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1. A bipolar junction transistor has three terminals. 1.

In an amplifier, a coupling capacitor should appear ideally

2. The three regions of a BJT are base, emitter, and cathode. as a short to the signal.
3. For operation in the linear or active region, the base- 2. r parameters include
emitter junction of a transistor is forward biased. 3. h parameters are never specified on a datasheet.
4. Two types of BJT are npn and pnp. 4. The r parameter is the same as the h parameter hfe.
5. The base current and collector current are approximately 5. A bypass capacitor in a CE amplifier decreases the voltage
equal. gain.
6. The dc voltage gain of a transistor is designated bDC. 6. If RC in a CE amplifier is increased, the voltage gain is
7. Cutoff and saturation are the two normal states of a linear reduced.
transistor amplifier. 7. The load is the amount of current drawn from the output
8. When a transistor is saturated, the collector current is of an amplifier.
maximum. 8. In a CE amplifier, the gain can be stabilized by using a
9. bDC and hFE are two different transistor parameters. swamping resistor.
10. Voltage gain of a transistor amplifier depends on the 9. An emitter-follower is a CC amplifier.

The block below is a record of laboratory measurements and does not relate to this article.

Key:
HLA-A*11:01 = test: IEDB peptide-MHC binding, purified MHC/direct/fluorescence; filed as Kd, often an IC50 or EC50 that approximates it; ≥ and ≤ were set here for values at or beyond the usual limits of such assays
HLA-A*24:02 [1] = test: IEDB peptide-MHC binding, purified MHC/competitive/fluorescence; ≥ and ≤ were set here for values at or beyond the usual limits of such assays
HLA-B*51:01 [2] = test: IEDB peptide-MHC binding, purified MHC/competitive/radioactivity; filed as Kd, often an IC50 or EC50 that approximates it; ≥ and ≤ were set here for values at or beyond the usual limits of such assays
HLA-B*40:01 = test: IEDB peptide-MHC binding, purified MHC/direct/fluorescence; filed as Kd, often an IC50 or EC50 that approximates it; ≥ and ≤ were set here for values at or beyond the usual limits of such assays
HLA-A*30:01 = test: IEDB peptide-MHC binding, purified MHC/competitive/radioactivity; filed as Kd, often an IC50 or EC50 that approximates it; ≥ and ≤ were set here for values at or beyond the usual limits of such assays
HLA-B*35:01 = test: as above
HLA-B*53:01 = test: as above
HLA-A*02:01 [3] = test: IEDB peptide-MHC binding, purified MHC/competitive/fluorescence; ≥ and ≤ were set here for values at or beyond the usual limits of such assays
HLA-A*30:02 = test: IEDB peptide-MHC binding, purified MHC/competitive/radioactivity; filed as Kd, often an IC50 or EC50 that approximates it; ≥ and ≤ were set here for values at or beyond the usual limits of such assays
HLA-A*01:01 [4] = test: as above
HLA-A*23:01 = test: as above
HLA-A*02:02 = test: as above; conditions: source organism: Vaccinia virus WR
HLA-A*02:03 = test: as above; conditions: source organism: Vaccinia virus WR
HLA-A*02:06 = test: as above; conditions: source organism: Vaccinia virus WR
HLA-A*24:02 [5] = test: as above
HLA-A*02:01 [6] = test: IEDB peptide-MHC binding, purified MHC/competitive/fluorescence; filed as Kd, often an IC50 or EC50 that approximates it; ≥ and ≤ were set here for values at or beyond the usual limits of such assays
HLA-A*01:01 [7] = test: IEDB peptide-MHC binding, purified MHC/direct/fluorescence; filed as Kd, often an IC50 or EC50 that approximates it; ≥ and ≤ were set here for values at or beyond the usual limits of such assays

collector resistor and the internal ac resistance. 10. A CC amplifier has high voltage gain.
11. Amplification is the output voltage divided by the input 11. A Darlington pair consists essentially of two CC
current. amplifiers.
12. A transistor in cutoff acts as an open switch. 12. A CB amplifier has high current gain.
13. The overall voltage gain of a multistage amplifier is the
1. T 2. F 3. T 4. T 5. F 6. F 7. F 8. T 9. F 10. T 11. F 12. T product of the gains of each stage.
14. A differential amplifier amplifies the difference of two
1. DC bias establishes the dc operating point for an input signals.
amplifier. 15. CMRR is the common-mode resistance ratio.
2. Q-point is the quadratic point in a bias circuit.
1. T 2. T 3. F 4. T 5. F 6. F 7. T 8. T 9. T 10. F
3. The dc load line intersects the horizontal axis of a
11. T 12. F 13. T 14. T 15. F
transistor characteristic curve at VCE _ VCC.
1. The JFET always operates with a reverse-biased gate-to-
4. The dc load line intersects the vertical axis of a transistor
source pn junction.
characteristic curve at IC _ 0.
2. The channel resistance of a JFET is a constant.
5. The linear region of a transistor’s operation lies between
3. The gate-to-source voltage of an n-channel JFET must be
saturation and cutoff.
6. Voltage-divider bias is rarely used.
4. ID becomes zero at the pinch-off voltage.
7. Input resistance at the base of the transistor can affect
5. VGS has no effect on ID.
voltage-divider bias.
6. VGS(off ) and VP are always equal in magnitude but
8. Stiff voltage-divider bias is essentially independent of base
opposite in polarity.
7. The JFET is a square-law device because of the
9. Emitter bias uses one dc supply voltage.
mathematical expression of its transfer characteristic
10. Negative feedback is employed in collector-feedback
8. Forward transconductance is the change in drain voltage